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J Invertebr Pathol. 2006 Jan;91(1):43-9. Epub 2005 Dec 22.

Infection of the malaria mosquito Anopheles gambiae with the entomopathogenic fungus Metarhizium anisopliae reduces blood feeding and fecundity.

Author information

1
Laboratory of Entomology, Wageningen University, 6700 EH Wageningen, The Netherlands. ErnstJan.Scholte@wur.nl

Abstract

The entomopathogenic fungus Metarhizium anisopliae is being considered as a biocontrol agent against adult African malaria vectors. In addition to causing significant mortality, this pathogen is known to cause reductions in feeding and fecundity in a range of insects. In the present study we investigated whether infection with M. anisopliae affected blood feeding and fecundity of adult female malaria vectors Anopheles gambiae Giles sensu stricto. Mosquitoes were contaminated with either a low or a moderately high dose of oil-formulated conidia of M. anisopliae, and offered a single human blood meal 48, 72, or 96 h later to assess feeding propensity and individual blood meal size. In a second experiment, individual fungus-infected females were offered a blood meal every third day (to a total of 8 gonotrophic cycles), and allowed to oviposit after each cycle in order to quantify feeding propensity and fecundity. Infected females took smaller blood meals and displayed reduced feeding propensity. It was found that mosquitoes, inoculated with a moderately high dose of fungal conidia, exhibited reduced appetite related to increasing fungal growth. Of the fungus-infected females, the proportion of mosquitoes taking the second blood meal was reduced with 51%. This was further reduced to 35.3% by the 4th blood meal. During 8 feeding opportunities, the average number of blood meals taken by uninfected females was 4.39, against 3.40 (low dose), and 2.07 (high dose) blood meals for the fungus-infected females. Moreover, infected females produced fewer eggs per gonotrophic cycle and had a lower life-time fecundity. Epidemiological models show that both blood feeding and fecundity are among the most important factors affecting the likelihood of a mosquito transmitting malaria, which suggests that this fungus may have potential as biocontrol agent for vector-borne disease control.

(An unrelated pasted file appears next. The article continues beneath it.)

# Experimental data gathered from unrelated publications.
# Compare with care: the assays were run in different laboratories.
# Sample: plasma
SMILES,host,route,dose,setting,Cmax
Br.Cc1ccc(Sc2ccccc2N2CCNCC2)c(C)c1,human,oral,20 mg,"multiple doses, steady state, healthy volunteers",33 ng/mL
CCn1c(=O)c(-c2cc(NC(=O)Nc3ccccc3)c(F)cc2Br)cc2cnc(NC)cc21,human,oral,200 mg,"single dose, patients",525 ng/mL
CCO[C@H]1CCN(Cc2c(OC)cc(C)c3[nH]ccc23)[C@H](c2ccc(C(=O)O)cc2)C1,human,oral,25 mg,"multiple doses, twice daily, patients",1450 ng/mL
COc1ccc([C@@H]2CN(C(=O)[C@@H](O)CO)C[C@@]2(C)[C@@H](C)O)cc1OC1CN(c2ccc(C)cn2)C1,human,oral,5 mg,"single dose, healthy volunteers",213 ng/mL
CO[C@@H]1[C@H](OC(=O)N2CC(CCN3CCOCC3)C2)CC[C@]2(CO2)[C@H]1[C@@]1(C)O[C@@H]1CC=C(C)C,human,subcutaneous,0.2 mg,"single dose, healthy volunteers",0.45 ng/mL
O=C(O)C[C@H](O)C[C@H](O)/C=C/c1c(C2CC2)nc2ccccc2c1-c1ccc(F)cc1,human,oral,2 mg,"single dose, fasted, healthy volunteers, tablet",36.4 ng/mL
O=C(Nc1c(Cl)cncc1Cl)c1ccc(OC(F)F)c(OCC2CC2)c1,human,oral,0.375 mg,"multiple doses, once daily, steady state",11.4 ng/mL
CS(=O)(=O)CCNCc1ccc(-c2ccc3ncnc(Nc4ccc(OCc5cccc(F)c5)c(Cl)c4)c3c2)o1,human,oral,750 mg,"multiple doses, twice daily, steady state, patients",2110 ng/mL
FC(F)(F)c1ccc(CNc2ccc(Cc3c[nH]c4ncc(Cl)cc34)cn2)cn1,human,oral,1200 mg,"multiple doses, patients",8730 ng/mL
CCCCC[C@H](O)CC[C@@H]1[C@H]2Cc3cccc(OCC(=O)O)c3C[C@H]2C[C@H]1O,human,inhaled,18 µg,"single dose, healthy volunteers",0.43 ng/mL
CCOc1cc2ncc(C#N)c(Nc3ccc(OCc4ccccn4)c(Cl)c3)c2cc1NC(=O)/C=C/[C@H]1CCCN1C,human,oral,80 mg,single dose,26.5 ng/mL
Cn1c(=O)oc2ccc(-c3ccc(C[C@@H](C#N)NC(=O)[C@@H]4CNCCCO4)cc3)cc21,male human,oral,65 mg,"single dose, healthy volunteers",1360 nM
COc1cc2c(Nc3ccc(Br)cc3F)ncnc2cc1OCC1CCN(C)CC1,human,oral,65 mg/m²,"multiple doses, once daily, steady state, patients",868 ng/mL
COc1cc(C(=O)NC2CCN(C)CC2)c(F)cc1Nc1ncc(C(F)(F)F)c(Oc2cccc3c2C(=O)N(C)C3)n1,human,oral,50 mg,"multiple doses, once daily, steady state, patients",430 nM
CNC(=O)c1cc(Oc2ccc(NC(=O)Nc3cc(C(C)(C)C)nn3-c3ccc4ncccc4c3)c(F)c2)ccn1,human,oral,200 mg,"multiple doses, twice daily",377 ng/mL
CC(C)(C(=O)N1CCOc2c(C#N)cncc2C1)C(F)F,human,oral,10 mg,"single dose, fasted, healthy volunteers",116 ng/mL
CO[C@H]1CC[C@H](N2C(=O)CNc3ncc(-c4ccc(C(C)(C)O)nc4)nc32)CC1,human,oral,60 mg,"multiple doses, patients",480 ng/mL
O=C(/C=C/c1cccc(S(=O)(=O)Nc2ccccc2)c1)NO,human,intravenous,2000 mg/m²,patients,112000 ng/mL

PMID:
16376375
DOI:
10.1016/j.jip.2005.10.006
[Indexed for MEDLINE]

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